In light of its recent judgment against a man who allegedly operated a fake charity business to swindle hospice patients, the SEC’s Office of Investor Education and Advocacy is encouraging investors to be wary of fraudsters claiming to help charitable causes.

“Supporting a good cause while investing your money may sound like a win-win situation. But be aware that fraudsters may try to exploit your desire to help others by using charitable causes as a way to draw victims into investment scams,” the SEC said in an investor alert.

On Tuesday, the SEC charged Jay Daniel Seinfeld, his purported charity and Sara Beth Postma (a social worker he employed) with gaining access to terminally ill investors and defrauding them.

Seinfeld and Postma persuaded more than a dozen such patients to provide their personal information and sign transaction documents as purchasers of corporate bonds that would pay out upon their deaths while simultaneously relinquishing most of the bonds' anticipated proceeds, the agency’s complaint said.

The SEC claims the pair misrepresented that if the hospice patients purchased the securities while giving up the large majority of the anticipated investment returns, their disclaimed money would be used to help other hospice patients and their families. The SEC also alleged that Postma visited patient-purchasers in hospice and allegedly offered them $200 as charitable aid in the form of a check, gift card or cash and reserved $2,000 to $2,500 in securities proceeds for them upon their death. Instead of going to any claimed charitable objectives, the disclaimed proceeds from the securities transactions were divided among the defendants and wealthy investors.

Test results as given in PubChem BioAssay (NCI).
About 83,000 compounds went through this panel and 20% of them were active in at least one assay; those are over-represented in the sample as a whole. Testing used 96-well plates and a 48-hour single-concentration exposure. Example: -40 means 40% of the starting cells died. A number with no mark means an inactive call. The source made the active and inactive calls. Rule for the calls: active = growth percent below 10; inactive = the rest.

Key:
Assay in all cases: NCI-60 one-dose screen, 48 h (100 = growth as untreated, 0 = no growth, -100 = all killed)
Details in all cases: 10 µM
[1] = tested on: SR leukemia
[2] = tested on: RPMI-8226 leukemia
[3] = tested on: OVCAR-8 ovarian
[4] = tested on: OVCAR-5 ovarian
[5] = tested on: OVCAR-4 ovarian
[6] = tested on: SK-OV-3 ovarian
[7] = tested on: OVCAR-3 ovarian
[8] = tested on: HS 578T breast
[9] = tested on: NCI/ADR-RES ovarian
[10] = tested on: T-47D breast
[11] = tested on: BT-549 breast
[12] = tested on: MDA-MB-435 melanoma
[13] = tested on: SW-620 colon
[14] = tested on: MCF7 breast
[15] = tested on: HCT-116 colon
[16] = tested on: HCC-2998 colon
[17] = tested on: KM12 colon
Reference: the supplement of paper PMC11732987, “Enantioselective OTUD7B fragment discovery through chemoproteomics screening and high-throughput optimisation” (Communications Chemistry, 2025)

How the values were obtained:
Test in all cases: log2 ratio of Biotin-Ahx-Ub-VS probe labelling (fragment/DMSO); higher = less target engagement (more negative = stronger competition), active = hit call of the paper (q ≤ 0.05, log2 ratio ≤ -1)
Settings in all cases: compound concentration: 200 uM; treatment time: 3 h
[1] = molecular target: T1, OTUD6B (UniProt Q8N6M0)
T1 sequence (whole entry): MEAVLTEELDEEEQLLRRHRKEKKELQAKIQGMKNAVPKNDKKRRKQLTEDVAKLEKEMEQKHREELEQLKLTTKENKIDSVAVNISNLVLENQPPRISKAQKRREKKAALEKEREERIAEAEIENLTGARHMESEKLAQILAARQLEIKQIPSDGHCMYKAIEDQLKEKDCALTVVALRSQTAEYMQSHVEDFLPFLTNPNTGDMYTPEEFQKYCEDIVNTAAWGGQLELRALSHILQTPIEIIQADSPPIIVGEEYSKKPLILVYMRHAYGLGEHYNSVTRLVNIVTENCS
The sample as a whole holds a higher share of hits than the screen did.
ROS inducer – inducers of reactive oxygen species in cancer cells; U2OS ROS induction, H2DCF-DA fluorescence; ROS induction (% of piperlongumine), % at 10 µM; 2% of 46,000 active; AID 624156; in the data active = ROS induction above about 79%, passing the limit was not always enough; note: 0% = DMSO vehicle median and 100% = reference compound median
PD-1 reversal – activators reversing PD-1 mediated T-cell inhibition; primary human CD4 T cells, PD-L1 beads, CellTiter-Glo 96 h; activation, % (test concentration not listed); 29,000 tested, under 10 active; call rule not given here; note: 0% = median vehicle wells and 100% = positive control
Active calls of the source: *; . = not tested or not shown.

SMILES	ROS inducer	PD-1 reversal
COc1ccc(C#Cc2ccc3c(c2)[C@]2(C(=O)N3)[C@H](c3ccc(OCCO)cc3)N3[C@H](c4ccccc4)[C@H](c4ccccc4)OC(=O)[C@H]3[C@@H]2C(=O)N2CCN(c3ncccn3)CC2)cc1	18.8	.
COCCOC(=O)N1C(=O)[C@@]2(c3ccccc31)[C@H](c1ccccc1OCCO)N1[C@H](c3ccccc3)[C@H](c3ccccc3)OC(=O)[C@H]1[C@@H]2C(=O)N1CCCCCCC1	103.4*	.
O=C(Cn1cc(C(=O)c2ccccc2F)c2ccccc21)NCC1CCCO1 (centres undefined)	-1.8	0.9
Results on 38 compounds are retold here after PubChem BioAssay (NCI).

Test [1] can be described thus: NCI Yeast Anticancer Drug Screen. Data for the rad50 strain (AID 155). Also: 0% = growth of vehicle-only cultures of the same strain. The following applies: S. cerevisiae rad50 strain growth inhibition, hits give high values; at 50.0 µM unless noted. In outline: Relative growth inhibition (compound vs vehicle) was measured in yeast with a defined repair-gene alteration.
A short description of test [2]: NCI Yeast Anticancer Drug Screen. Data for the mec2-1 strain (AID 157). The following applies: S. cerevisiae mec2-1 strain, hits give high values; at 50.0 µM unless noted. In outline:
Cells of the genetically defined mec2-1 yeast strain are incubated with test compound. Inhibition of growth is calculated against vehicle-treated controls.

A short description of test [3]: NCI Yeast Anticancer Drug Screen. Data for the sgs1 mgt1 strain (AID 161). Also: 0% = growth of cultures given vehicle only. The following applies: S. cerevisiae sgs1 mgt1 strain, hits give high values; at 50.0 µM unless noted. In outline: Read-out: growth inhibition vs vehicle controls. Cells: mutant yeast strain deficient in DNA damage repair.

“When making an investment decision, do not let your guard down just because the investment claims to advance a charitable cause. Use the same level of scrutiny you would to evaluate any investment opportunity,” the SEC cautions.

Additionally, the SEC offers the following advice for protecting against thieves who target “charitable” investments:

• If you are considering participating in an investment offered by a charity that claims to be a tax-exempt or “501(c)(3)” organization, check out the organization’s tax status on the Tax Exempt Organization Search on the Internal Revenue Service’s website. If a so-called charitable organization is not listed, and has misrepresented that it is tax-exempt, do not invest in the organization.

• As with any investment opportunity, check the background of the person selling or offering the investment. Use the free and simple search tools on to verify that the person is currently registered or licensed, and to find out about the person’s background, including any disciplinary actions or customer complaints.

• Be cautious if someone offers to give you money or a valuable gift in exchange for investing your money. Fraudsters sometimes use reciprocity (offering to do a small favor for you in return for a big favor) as a tactic to lure investors into investment scams.

• Be aware that fraudsters may ask you to agree up front that your investment returns will be applied to a charitable purpose, but instead keep the money for themselves. You can always decide to donate your investment returns after you receive them.